The LEO Child, Leo the Lion by Linda Goodman

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The Leo Child Linda Goodman Zodiacreads

The LEO Child

Linda Goodman is renowned best selling astrologer who has written books on Astrology and in depth knowledge of Signs, which has redefined the way of Astrology.

This article is from her book, “Linda Goodman’s Sun Signs” where she explains all the Signs in detail. In this article we will see her writings and explanation for fifth Sign LEO

She explains Leo in 6 different categories.

In this article we will see the fourth category that is Leo Child

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“Tweedledum and Tweedledee Agreed to have a battle;

For Tweedledum said Tweedledee Had spoiled his nice, new rattle.”

Remember the game you used to play called Follow the Leader? Remember the little fellow who always sulked when he didn’t get to be leader? If he was the same pal who loaned you money to buy licorice sticks and Eskimo pies when your allowance ran out, you must have had a Leo in your neighborhood gang.

The typical lion cub is sunny, happy, playful, and jolly when he gets his own way. When he doesn’t, storm clouds gather out of nowhere, along with a thunderous roar, or a hurt, brooding withdrawal. Even if he does seem to be a bit full of himself, the young Leo shouldn’t be constantly put down. Suppressing his enthusiasm and high spirits can cause deep scars that may darken his Sun for years. Little lions and lionesses have a habit of bossing the other children which often annoys the mothers of more in­hibited youngsters, but they should be restrained gently and never scolded harshly in front of playmates. The great pride of the Leo reacts violently to an attack on vanity, especially in public.

It’s good to encourage the natural leadership in Leo children, but they should be taught that everyone must have his turn, because that’s the fair way, even if they are stronger than the others.

The leonine sense of justice will usually cause the young­ster to see the light. He’s not maliciously aggressive. He just has a compulsion to head for the front of the parade. These boys and girls have a strong urge to show off, and it’s hard to discourage if it’s allowed to get out of hand. The little lion is the one who proudly stands on his head in the schoolyard or walks on a fence to thrill the girls. Wise parents will begin early to make the Leo child realize that showing off is really very undignified. This normally works like a charm, since Sun-ruled children have an innate sense of dignity.

You’ll notice it in the tiniest Leos. There’s a sort of regal bearing, which creates the impression that baby is monarch of all he surveys. The term “His majesty, the baby” was coined to describe a Leo infant. Little cubs will begin early to rule the roost, wrapping mother and daddy and the en­tire retinue of relatives around their fingers with very little effort. It’s the oddest thing, but a small lion sitting on his throne-I mean in his high chair-covered with prune juice and egg yolk, and needing a change of diapers, will somehow manage to keep his dignity intact. It comes naturally to a Leo baby to allow doting parents and admir-, ing friends to pay homage to him, while he graciously accepts their attention, gifts, and nattering tributes. He finds adoration very easy to take. Notice the pleased, smug look on his face when strangers stop to make a fuss over him.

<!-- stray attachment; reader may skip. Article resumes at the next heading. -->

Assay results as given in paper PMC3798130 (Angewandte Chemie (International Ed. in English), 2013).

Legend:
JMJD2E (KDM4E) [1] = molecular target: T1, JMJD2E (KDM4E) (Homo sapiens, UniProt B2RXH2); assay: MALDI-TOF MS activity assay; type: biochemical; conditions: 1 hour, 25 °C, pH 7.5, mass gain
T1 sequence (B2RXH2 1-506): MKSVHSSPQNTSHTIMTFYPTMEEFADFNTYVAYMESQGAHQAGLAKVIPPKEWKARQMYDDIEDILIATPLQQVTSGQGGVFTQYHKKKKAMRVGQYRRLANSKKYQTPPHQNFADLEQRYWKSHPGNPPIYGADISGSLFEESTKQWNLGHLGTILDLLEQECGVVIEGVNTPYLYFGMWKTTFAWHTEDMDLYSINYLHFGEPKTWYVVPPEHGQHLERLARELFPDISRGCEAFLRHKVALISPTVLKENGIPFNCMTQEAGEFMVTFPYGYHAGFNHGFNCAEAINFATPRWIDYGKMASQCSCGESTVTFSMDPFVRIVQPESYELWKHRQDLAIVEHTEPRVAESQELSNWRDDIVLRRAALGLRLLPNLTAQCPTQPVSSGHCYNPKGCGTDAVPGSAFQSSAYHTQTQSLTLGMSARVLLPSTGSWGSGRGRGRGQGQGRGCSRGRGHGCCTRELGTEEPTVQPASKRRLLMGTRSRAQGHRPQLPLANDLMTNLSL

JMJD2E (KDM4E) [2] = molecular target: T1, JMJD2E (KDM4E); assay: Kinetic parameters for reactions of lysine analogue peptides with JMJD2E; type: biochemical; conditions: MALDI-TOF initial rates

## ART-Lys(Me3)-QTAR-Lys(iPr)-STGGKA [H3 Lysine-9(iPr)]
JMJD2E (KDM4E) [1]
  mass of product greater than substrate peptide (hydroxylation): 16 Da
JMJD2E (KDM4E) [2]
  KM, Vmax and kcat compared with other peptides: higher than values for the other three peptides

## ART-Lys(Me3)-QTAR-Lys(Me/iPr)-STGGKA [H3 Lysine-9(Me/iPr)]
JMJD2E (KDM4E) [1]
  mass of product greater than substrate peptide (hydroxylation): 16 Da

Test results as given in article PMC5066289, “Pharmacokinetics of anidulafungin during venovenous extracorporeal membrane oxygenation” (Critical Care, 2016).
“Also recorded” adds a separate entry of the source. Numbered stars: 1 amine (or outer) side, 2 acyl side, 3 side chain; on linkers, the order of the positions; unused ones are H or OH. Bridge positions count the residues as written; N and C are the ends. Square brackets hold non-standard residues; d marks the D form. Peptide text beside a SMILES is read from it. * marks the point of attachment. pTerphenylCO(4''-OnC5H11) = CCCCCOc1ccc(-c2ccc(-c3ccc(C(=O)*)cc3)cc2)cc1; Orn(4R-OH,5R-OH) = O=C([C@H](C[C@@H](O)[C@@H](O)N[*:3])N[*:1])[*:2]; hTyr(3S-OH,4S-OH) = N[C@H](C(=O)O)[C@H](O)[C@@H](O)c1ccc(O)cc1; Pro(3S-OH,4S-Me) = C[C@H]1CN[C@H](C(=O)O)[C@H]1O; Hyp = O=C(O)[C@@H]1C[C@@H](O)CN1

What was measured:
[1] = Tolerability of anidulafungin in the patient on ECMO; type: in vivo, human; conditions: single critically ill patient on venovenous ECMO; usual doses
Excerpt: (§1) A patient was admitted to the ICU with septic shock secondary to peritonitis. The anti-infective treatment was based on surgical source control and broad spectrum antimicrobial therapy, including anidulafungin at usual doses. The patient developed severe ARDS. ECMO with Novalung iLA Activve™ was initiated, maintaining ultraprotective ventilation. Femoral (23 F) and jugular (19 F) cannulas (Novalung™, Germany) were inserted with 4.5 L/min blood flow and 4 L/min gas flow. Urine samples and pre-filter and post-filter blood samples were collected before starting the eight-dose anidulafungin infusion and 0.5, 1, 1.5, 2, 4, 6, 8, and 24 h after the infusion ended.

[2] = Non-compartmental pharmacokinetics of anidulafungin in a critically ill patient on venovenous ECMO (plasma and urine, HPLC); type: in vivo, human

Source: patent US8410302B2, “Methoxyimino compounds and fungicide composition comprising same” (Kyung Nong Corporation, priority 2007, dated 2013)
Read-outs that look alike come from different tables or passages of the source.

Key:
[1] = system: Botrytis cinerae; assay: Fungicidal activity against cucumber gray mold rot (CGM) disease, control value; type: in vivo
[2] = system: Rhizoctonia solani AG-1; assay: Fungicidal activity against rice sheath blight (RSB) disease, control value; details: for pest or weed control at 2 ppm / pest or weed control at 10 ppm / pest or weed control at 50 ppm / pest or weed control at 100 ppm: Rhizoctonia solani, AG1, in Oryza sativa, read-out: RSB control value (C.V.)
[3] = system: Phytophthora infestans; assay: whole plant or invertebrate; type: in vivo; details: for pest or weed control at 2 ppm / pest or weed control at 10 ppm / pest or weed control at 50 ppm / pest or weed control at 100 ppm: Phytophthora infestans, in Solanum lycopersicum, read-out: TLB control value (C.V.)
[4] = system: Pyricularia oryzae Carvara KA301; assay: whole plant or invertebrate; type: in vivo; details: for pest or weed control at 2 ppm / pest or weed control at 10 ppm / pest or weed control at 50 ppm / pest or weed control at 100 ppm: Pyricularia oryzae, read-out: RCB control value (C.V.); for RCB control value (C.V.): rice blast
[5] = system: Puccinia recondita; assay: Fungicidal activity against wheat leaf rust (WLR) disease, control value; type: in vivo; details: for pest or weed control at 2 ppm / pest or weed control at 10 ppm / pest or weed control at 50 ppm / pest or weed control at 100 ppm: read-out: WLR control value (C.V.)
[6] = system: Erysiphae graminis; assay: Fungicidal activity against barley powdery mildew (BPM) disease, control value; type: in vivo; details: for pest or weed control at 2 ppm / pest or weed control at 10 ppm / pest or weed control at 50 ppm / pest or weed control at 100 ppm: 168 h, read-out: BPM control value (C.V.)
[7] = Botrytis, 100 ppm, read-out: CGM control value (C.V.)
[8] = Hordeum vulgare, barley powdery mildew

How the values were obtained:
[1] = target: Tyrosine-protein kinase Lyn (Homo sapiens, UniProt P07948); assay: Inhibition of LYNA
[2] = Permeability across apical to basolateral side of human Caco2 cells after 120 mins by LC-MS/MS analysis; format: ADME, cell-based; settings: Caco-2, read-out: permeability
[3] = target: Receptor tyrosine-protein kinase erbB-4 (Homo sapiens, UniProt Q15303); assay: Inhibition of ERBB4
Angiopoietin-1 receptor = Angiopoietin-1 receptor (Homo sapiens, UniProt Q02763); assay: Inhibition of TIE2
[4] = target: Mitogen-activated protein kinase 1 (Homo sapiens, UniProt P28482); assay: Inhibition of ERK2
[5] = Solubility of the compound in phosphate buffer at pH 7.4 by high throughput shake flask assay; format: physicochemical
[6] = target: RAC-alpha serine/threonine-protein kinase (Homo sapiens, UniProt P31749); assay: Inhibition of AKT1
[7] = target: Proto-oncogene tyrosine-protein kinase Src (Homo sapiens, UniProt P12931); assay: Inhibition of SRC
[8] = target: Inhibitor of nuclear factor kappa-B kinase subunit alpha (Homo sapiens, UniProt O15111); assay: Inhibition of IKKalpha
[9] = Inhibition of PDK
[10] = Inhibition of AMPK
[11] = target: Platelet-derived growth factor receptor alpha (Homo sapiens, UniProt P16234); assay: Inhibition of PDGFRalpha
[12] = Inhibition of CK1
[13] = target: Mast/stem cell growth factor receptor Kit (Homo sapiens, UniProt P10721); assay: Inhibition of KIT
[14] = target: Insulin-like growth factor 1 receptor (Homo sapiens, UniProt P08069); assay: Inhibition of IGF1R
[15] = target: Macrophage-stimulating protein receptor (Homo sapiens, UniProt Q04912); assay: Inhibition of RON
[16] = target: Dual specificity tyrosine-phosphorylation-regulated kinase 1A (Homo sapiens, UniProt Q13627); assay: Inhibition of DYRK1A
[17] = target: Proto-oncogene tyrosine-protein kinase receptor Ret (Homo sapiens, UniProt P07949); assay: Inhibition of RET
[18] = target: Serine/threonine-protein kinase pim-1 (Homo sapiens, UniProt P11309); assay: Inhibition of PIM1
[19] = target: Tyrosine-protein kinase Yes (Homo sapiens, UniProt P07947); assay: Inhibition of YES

Your Leo child will be more reckless than the average youngster, take more chances and be more active. Then will come those periodic spells of leonine laziness, when he’ll lie around the house too tired to lift a finger, except to motion for you to wait on him. Leave him alone and make him understand no one is his servant. If he wants something, he can get it himself when his energy returns. Otherwise, a spoiled Leo child can become a regular tyrant. Now and then, of course, it doesn’t hurt to bring him a book, hand him a glass of chocolate milk or otherwise per­form a friendly favor. But a little such submission to the lion’s whims is plenty, unless you have a secret urge to be a lady-in-waiting or a prince’s equerry. Leo youngsters who have been trained that they must respect the rights of others if they are to be respected themselves can be lots of fun to live with. They’re as playful and affectionate as those adorable little cubs you see at the zoo, and like the cubs, they need strict and loving discipline. The warm kiss and the tough birch rod will both have to be employed fre­quently by lion tamers. Either one without the other is always ineffective and dangerous.